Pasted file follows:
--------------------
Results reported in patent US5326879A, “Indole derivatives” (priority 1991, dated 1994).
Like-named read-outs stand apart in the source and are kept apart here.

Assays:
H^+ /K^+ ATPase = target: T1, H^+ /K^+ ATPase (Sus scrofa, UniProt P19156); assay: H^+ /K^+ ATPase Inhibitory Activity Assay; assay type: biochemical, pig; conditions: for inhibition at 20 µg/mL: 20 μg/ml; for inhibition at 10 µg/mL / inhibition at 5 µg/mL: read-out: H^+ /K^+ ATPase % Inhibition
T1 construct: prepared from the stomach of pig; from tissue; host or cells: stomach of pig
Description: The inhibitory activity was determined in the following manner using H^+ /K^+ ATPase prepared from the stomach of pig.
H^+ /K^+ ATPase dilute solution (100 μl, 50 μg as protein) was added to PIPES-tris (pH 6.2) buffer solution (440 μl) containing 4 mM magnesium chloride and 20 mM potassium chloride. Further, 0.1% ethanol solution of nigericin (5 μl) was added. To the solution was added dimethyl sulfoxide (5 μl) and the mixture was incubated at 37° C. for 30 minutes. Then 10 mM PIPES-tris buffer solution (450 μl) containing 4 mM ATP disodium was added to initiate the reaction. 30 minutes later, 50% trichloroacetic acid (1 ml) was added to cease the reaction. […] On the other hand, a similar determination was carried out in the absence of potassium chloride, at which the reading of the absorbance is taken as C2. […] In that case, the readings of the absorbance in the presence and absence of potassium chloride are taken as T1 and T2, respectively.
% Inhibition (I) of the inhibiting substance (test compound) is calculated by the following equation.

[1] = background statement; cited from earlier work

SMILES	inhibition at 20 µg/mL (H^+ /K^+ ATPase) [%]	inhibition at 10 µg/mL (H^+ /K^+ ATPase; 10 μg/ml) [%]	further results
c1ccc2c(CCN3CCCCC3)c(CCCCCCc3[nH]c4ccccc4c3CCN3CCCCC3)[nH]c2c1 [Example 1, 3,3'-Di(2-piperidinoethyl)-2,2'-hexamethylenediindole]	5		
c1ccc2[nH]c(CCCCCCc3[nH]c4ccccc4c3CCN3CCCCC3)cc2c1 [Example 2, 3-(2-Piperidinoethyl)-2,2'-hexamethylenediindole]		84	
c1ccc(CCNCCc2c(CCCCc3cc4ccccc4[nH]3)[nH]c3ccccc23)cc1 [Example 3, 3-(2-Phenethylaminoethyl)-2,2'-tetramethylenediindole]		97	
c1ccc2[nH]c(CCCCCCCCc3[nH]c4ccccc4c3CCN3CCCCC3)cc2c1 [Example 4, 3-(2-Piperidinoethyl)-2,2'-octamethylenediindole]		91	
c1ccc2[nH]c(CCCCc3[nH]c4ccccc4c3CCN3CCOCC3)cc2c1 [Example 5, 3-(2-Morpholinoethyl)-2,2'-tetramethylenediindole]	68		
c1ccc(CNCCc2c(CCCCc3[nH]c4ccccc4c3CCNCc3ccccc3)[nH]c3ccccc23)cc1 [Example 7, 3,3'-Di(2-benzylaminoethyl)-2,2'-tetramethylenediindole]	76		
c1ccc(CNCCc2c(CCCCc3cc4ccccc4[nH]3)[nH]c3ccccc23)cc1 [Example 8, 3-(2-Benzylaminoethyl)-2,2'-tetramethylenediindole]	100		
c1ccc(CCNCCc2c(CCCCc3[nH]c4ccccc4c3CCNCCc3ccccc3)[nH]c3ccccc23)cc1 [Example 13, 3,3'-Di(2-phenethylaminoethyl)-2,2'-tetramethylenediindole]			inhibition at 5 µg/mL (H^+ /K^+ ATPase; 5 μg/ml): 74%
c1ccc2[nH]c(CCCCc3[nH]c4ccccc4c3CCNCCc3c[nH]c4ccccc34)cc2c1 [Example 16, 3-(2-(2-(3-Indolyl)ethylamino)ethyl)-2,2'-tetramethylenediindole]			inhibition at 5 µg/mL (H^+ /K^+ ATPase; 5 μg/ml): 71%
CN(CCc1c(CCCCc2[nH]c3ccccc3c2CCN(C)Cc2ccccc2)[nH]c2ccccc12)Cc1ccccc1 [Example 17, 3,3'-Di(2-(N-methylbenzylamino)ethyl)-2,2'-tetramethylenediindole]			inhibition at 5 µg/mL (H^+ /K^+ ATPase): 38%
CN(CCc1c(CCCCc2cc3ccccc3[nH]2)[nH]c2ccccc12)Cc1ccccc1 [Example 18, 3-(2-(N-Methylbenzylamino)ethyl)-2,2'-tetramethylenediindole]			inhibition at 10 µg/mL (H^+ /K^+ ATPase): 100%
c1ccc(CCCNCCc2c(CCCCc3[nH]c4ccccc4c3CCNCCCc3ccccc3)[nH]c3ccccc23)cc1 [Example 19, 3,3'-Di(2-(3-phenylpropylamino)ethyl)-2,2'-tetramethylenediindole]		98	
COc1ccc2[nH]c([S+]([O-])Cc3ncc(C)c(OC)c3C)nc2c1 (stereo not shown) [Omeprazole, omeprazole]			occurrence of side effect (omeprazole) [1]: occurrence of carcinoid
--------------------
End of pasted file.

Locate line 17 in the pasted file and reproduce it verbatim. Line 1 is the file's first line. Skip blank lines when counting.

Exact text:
c1ccc(CNCCc2c(CCCCc3cc4ccccc4[nH]3)[nH]c3ccccc23)cc1 [Example 8, 3-(2-Benzylaminoethyl)-2,2'-tetramethylenediindole]	100		